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Where We Get Story Ideas

In previous posts I’ve shared here about how reading newspaper articles has triggered a story idea. This happens a lot for my mystery and suspense novels, especially, One Small Victory and Boxes for Beds, and even some of the story lines for the Seasons Mystery Series.

Many writers, if not most, get story ideas from just such experiences, especially those who write mysteries. If we run across an article about an unsolved crime, our writerly minds may latch on to that story and start trying to figure out a way to ferret out a solution.

Topics for a story also come to us out of current events, as Dani Greer pointed out in her post last week I can Use This...about her Kindle Vella series.

However, for other novels, we may draw directly from our experiences or those of people we know.

For example, the story idea for my women's novel Play it Again, Sam came from a dreadful experience that a good friend lived through. She called me up one day to tell me that her husband of over twenty-five years had decided that he no longer wanted to be married. No warning. Not even a suspicion on her part. Just, wham!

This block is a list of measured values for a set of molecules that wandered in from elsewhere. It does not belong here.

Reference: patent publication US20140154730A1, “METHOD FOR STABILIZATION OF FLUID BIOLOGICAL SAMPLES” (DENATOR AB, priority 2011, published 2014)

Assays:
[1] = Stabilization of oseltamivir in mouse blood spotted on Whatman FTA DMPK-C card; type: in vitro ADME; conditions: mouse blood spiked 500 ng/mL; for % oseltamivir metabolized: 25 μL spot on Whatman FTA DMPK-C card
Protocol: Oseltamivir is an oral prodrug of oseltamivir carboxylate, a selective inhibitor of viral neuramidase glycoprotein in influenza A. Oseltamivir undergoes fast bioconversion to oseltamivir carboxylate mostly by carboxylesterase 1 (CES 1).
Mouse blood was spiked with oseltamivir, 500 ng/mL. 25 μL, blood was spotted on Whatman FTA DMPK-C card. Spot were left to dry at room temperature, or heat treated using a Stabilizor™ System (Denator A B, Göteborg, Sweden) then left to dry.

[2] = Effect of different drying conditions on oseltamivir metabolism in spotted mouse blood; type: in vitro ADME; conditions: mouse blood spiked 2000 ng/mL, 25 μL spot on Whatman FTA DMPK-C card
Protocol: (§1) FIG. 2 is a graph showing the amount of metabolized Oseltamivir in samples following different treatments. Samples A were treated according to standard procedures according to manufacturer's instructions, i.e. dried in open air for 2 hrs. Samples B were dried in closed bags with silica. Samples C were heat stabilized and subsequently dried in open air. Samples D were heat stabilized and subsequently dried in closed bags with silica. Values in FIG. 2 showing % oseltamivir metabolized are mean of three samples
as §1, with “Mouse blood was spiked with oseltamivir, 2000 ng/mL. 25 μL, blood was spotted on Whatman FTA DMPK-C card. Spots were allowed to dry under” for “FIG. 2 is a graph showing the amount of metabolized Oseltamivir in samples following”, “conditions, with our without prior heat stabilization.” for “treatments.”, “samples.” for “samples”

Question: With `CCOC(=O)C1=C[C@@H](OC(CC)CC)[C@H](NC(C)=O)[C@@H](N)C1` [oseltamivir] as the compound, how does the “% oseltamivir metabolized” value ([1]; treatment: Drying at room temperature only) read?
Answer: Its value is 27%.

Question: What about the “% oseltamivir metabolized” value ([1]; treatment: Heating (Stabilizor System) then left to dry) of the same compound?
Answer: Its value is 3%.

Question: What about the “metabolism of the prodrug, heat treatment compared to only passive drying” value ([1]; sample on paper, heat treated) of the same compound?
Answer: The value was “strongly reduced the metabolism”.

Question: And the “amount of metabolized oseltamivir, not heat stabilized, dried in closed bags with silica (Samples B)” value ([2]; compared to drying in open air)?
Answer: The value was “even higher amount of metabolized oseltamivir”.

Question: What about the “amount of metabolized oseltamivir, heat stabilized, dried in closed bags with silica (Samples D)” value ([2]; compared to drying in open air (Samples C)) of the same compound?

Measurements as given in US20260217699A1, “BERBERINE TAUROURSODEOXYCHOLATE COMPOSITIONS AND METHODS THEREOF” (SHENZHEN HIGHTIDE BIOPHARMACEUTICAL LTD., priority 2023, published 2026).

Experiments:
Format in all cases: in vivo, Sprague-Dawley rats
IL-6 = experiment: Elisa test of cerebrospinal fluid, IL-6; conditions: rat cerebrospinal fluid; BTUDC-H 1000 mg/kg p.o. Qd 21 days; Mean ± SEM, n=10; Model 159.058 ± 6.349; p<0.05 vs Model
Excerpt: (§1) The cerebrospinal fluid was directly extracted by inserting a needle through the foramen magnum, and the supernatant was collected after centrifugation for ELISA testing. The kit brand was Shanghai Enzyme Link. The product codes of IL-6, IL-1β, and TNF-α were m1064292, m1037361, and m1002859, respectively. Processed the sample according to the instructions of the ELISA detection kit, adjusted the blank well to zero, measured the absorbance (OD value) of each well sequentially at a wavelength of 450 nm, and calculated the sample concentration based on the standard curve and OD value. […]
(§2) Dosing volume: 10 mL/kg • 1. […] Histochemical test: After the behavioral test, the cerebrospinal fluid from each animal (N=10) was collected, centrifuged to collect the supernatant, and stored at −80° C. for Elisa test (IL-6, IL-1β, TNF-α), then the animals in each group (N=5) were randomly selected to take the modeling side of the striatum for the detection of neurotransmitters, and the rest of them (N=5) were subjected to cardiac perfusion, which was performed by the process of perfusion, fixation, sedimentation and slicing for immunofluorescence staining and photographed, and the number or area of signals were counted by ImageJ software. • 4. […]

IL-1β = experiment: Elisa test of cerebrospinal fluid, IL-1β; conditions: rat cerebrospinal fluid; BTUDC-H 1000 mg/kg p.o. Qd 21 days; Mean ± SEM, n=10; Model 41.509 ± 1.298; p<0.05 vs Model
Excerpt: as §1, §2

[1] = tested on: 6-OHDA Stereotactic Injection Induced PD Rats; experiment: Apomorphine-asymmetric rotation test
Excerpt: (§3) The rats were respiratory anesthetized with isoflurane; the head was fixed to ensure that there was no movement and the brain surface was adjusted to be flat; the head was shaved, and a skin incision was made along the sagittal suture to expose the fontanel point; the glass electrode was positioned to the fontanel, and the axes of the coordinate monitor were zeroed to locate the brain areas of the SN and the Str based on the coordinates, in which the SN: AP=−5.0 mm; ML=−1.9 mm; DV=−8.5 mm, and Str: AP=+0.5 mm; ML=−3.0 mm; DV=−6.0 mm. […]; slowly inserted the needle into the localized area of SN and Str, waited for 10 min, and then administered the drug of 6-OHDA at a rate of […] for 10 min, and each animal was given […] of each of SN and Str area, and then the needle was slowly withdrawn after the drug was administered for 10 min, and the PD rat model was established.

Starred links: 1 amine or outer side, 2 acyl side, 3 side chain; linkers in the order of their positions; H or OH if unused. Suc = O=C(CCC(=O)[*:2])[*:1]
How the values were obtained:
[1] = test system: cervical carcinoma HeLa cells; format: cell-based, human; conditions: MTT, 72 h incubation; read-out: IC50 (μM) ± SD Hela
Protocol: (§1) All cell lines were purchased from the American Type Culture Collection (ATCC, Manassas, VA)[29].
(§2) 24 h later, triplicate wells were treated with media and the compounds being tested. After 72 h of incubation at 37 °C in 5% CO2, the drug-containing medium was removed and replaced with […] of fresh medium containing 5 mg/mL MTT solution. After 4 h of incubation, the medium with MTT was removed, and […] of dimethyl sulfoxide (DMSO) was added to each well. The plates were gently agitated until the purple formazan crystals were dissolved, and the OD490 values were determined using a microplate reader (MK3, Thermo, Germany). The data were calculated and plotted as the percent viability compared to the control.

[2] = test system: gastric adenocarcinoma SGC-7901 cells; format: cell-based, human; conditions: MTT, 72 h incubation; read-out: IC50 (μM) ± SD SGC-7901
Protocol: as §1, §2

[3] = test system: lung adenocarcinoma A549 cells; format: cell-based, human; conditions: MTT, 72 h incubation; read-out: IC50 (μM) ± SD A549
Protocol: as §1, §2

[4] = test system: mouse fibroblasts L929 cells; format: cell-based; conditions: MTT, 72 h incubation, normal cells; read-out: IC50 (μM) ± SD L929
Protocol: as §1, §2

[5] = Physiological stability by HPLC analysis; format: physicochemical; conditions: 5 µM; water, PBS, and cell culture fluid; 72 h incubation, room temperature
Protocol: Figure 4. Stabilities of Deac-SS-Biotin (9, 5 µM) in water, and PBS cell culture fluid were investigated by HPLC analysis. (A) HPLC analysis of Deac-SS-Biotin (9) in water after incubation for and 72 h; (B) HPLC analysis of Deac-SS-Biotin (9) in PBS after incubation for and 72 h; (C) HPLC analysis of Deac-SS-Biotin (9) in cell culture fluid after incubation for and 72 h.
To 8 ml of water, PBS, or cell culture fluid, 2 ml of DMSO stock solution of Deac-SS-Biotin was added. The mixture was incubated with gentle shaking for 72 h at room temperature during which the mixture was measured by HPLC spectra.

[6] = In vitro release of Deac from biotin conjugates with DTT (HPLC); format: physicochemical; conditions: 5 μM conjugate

The following, which is the opening of the book, came to me right after we hung up the phone that day. Some of it is based on the actual conversation she’d had with her husband the evening before when he'd dropped the bomb that blew up her world.

Sam’s breath caught in her throat and her voice broke, “John, you can’t be serious.”

“I’m sorry.”

“But a divorce! How can you...?”

He shifted his gaze, fingering the pages of a magazine on the counter. Watching the pages flutter with a soft whoosh, she saw life as she knew it slipping away.

“John! Talk to me.”

“Please. Don’t make this any harder-”

“What?” She didn’t even try to keep the sarcasm out of her voice. “I should make it easy? You walk in here and end our marriage as casually as... as...” Emotion choked her and she took an angry swipe at the tears searing her cheeks.

“I didn’t want it to be this way.”

Sam took a deep breath. “Then why is it happening?”

A long, thin silence followed.

“Is there someone else?” she asked, barely having the courage to hear the answer.


The denial came quickly. Too quickly?

“Don’t lie to me, John. Whatever you do, don’t lie.”

“I’m not. I swear.” He shifted his weight and looked away. “Then talk to me,” she implored. “Tell me how we reached this point and I didn’t even have a clue.”

“It just happened.” He glanced at her, then away again. “I don’t know. One day I just knew I wasn’t happy anymore.”

Sam stared in disbelief. He was having a mid-life crisis? They used to laugh at people who let their lives fall apart like this.

“That isn’t a reason. It’s an excuse,” she said. “There has to be something else.”

“I told you there isn’t.” John raised his head in defiance and their eyes locked until Sam felt her composure about to crumble. The deep brown eyes that used to melt her heart now chilled her. Everything about him seemed to be changing. The square jaw she used to find strong and attractive was now hard and unyielding. And when had his hair thinned to mere wisps?

Feeling like she’d entered some strange time-warp, Sam shook her head in an effort to bring back the real John. It didn’t work. A stranger still stood in front of her.